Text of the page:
Tai chi: Making moves to help stroke survivors

TUCSON, AZ (Tucson News Now) - A University of Arizona study has found tai chi can help stroke survivors avoid falls, but that's not the only benefit.

Tai chi is an form of exercise comprised of focused, flowing movements and deep breathing.

It was developed in ancient China.

In today's world it's an inexpensive and readily available way to change the lives of stroke survivors.

We attended a class in Tucson at Great Harmony Tai Chi Chuan, led by Jeff Zauderer who is called Sifu (SEE-foo).

Al Freitchen easily follows the movements.

It's hard to believe this is a man who had a stroke in 2007.

Doctors told Freitchen he would not experience much more improvement than he had.

Therapy had helped him regain speech and some movement, but for him, it wasn't enough.

"I wasn't happy where I was at, so I started looking for ways of trying to get things working again," Freitchen says.

That's when Freitchen enrolled in a University of Arizona study we first told you about three years ago.

UA researcher and College of Nursing Assistant Professor Dr. Ruth Taylor-Piliae became the first researcher in the United States to try to see if tai chi could help improve stroke survivors' balance and lower their risk of falling.

The results are in.

Taylor-Piliae says, "Stroke survivors fall up to seven times more each year than a healthy older adult of the same age."

Preventing falls is important because the effects of just one fall can cascade into even more problems.

"When they fall they suffer things like fractures. That could be an arm or a hip. Maybe that leads to a fear of falling. And when they're afraid of falling, then they stop moving and that leads to     disuse problems. That also leads perhaps to social isolation which then leads to depression," says Taylor-Piliae.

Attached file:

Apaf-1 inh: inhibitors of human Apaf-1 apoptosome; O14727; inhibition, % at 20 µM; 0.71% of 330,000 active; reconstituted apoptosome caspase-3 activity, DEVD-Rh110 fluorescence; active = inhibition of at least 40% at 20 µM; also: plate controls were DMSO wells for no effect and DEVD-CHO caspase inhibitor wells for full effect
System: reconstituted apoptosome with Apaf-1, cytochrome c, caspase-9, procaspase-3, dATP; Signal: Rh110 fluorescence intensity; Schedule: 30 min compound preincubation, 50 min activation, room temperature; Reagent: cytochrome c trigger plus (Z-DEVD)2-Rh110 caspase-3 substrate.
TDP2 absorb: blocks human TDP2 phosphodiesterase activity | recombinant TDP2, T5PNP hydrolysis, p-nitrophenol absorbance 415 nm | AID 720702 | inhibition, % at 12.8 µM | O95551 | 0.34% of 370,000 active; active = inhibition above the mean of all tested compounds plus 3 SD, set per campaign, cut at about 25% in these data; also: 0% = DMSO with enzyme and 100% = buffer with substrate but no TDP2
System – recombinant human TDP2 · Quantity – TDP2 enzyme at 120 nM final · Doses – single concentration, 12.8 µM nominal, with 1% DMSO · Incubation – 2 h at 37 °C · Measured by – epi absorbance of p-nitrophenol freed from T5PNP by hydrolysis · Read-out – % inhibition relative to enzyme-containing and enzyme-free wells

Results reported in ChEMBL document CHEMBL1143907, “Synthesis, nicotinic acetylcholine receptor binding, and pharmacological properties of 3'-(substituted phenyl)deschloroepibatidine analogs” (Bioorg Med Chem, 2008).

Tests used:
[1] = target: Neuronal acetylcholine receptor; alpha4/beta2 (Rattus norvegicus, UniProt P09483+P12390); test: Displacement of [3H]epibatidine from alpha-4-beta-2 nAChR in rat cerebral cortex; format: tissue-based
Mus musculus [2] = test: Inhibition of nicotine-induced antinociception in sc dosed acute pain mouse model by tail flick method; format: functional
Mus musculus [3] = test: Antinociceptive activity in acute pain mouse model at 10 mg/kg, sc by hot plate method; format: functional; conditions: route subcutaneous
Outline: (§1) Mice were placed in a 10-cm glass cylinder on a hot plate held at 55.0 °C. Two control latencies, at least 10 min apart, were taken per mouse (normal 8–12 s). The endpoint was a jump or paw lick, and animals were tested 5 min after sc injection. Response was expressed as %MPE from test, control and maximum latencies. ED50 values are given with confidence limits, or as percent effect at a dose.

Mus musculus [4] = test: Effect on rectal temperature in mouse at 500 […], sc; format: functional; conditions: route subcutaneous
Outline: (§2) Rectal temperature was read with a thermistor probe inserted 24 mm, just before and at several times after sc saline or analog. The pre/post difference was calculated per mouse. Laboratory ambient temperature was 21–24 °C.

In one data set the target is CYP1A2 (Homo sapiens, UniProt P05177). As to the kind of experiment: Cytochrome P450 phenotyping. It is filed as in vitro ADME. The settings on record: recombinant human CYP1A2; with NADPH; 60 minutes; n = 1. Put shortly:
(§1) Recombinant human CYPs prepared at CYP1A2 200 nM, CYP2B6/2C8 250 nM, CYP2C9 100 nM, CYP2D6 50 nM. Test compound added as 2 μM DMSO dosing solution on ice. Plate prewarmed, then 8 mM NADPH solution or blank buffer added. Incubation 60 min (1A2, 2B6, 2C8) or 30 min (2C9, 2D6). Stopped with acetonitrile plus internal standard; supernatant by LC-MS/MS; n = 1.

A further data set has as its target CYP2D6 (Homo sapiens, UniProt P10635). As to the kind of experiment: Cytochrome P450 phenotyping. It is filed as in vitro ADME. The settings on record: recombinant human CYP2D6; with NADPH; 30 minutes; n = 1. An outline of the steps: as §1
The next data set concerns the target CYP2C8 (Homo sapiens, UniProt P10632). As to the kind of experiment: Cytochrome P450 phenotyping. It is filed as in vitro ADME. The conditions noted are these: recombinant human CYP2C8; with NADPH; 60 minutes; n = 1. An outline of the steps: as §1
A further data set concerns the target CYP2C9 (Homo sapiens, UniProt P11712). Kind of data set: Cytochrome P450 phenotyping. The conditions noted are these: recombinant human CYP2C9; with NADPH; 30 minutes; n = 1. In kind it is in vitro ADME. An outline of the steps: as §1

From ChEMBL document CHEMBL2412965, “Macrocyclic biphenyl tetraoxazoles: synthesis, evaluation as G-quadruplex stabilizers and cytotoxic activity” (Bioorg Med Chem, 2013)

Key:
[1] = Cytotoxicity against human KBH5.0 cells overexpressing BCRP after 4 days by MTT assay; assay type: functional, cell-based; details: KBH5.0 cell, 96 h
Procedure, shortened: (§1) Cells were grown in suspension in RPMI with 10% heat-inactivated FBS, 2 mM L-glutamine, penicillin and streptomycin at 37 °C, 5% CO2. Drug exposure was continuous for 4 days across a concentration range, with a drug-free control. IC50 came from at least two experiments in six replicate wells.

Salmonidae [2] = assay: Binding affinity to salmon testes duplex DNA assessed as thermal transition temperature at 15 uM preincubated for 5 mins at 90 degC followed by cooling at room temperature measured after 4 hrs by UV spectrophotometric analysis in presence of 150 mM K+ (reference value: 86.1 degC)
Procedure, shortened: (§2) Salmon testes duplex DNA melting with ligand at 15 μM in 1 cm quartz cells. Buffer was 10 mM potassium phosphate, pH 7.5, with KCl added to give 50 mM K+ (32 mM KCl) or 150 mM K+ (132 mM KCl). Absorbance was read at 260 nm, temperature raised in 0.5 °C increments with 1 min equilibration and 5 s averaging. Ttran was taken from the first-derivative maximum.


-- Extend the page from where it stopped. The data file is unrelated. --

The four-year study put people into three groups.

One group was enrolled in a beginning tai chi class.

The second group exercised through the Silver Sneakers program for Medicare-eligible adults.

The third group got what's called usual care.

"Those in the tai chi group were the only ones to have fewer falls. And the tai chi folks had about one-third the amount of falls the other two groups did," says Taylor-Piliae.

Other studies have shown tai chi reduces stress and improves quality of life.

Freitchen says his improvement was gradual, and his friends noticed first.

"I was communicating better than I was before. People would see me walk around and my gait had gotten more regular," he says.

And something else changed too as he got better and better at tai chi and his coordination improved.

Freitchen's self-confidence grew.

"The ability to do it. The feeling that I was capable of doing it meant quite a lot," Freitchen says. "I'm happier with me than I was a couple of years ago. We'll put it that way."

Dr. Taylor-Piliae wants to do more research to learn how Tai Chi works to lower the risk of falls.

She hopes her studies will lead to ways to better target treatment of patients.

The study was funded by the American Heart Association and the Robert Wood Johnson Foundation.

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